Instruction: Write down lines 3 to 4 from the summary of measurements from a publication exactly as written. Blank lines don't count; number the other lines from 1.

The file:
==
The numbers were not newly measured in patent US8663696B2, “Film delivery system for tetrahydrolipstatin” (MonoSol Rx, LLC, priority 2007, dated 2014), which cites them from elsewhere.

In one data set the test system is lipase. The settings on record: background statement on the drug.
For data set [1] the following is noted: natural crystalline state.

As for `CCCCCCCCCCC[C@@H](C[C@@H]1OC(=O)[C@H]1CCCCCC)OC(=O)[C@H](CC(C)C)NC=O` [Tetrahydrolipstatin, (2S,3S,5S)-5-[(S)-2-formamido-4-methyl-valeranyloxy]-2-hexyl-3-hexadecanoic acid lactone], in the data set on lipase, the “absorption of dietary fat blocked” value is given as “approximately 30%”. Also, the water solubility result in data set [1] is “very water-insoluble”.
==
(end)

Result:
For data set [1] the following is noted: natural crystalline state.

As for `CCCCCCCCCCC[C@@H](C[C@@H]1OC(=O)[C@H]1CCCCCC)OC(=O)[C@H](CC(C)C)NC=O` [Tetrahydrolipstatin, (2S,3S,5S)-5-[(S)-2-formamido-4-methyl-valeranyloxy]-2-hexyl-3-hexadecanoic acid lactone], in the data set on lipase, the “absorption of dietary fat blocked” value is given as “approximately 30%”. Also, the water solubility result in data set [1] is “very water-insoluble”.